by Neometro

The Joy (and addiction) that is Art Collecting

Arts & Events - by Open Journal
  • Peter D Cole, French Chair early 1900’s French Farm House table late 1800’s

The process of discovering a piece of work, buying it and taking it home for the first time, is an exciting and rather addictive experience. That’s the thrill of collecting – no matter what you are interested in or how big your budget, this thrill never subsides. However for many, the initial interaction with a gallery can be intimidating and off-putting. As a retailer, Franque on High Street Prahran, is a unique place to experience Australian art created by some of the country’s most interesting, collectable artists.

Reputation and trust are at the core of a salon’s relationships with artists and clients. The experience of buying collectable Australian art has to be made fun and relaxing. These values sit alongside knowledge and connections to the current art market and the true value an art piece holds.

Work by Michael Vale

Work by Michael Vale

At Franque, the approach is that everyone is a collector, it is not just a pastime of the uber-rich. One of the most revered art collections of the 20th Century was amassed by a US postal worker Herbert Vogel and his wife Dorothy. These civil servants created a remarkable collection of minimalist and conceptual art. It’s about spreading the word that “affordable” art does not have to mean formulaic, easy work either.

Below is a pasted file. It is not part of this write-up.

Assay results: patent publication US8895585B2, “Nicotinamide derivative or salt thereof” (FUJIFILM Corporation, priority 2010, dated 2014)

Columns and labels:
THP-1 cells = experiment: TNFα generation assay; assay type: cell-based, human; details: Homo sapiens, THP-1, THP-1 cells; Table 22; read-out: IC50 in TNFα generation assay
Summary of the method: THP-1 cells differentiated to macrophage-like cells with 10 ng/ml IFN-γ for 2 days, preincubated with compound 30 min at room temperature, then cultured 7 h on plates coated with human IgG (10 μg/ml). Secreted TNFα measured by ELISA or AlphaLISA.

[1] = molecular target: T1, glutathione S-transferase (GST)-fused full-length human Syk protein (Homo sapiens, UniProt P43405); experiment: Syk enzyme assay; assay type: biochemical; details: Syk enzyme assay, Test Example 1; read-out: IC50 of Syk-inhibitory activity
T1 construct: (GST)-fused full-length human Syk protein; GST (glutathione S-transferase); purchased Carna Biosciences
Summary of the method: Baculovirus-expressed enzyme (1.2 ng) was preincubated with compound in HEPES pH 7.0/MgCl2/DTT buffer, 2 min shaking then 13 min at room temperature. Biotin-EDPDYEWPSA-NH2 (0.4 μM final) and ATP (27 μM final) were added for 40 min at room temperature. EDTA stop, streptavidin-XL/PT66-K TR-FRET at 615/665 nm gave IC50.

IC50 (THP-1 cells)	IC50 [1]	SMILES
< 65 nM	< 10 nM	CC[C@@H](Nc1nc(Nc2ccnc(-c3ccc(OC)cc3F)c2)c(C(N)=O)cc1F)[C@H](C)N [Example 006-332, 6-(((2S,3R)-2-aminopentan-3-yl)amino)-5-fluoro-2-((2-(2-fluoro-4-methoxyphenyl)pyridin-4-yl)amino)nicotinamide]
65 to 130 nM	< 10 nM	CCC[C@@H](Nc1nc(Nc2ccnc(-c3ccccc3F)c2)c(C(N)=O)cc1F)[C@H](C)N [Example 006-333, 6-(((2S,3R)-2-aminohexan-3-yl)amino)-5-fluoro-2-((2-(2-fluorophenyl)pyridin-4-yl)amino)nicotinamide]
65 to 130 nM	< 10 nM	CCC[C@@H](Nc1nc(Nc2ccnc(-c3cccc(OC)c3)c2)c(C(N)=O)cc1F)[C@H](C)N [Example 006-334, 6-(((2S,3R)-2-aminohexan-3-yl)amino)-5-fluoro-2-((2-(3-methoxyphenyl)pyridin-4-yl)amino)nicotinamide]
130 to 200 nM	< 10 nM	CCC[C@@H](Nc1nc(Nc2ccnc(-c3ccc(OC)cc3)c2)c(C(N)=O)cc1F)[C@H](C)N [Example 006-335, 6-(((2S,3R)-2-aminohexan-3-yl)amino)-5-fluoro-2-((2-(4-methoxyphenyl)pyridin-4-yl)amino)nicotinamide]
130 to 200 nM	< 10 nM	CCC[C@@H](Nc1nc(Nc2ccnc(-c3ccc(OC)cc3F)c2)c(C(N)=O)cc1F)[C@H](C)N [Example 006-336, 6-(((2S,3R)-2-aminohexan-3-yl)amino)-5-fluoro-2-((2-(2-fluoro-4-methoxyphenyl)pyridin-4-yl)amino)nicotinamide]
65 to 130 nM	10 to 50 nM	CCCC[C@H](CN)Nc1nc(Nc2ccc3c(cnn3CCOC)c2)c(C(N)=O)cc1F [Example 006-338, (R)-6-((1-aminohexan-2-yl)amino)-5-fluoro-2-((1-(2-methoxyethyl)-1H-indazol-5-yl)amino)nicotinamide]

I live by our philosophy of the joy of living with beautiful art. The Franque salon does not present work gallery style. It places art in situ, amongst antiques and other interior pieces and I love seeing how the works interact in the space. I like how this can make the works more accessible and place them in a more approachable context. It’s about offering an experience away from white walled galleries to a more “realistic” interior environment.

It is nonsense that art and art collecting needs to be “high brow” and intellectualised to be “collectable”. I hope as consumers and collectors we have progressed far beyond this. An important part of the Franque ethos is to offer a connection to art for clients from all walks of life, to give the opportunity to foster potential interest from ‘normal’ people, not just the supposed high-end art aficionado.

Work by Sanja Pahoki

Work by Sanja Pahoki

For me, the Story of Art is everything and I love to tell art stories. Building a salon is about being close to artists and close to clients and going back and forth between the two, sharing stories from the artist and the viewer/collector’s perspective. This is an ongoing dialogue with so many permutations. It’s about breaking down the boundaries between artists and client. The artists are regular, very welcome visitors to the Franque space and they love being part of the collecting process. Connecting a beautiful Sarah Thomasetti landscape, a Peter D Cole marble and bronze sculpture painting, or a set of Richard Stringer bees to the right collector does give us a buzz. The thing about collecting is once you start, it is very hard to stop. At Franque we seek consolation, inspiration and endless possibilities in the power of art. It informs everything we do.

Words by Sarah Hook.

Sarah Hook is the CEO and Founder of Franque, a retail salon that combines art, European furniture and objects with luxury brands Santa Maria Novella and Cire Trudon. Franque is currently features works by Bruce Armstrong, Peter D. Cole, Sonja Pahoki, Kenny Pittock, Sally Ross, Sarah Thomasetti, Liz Williams and Greg Wood.




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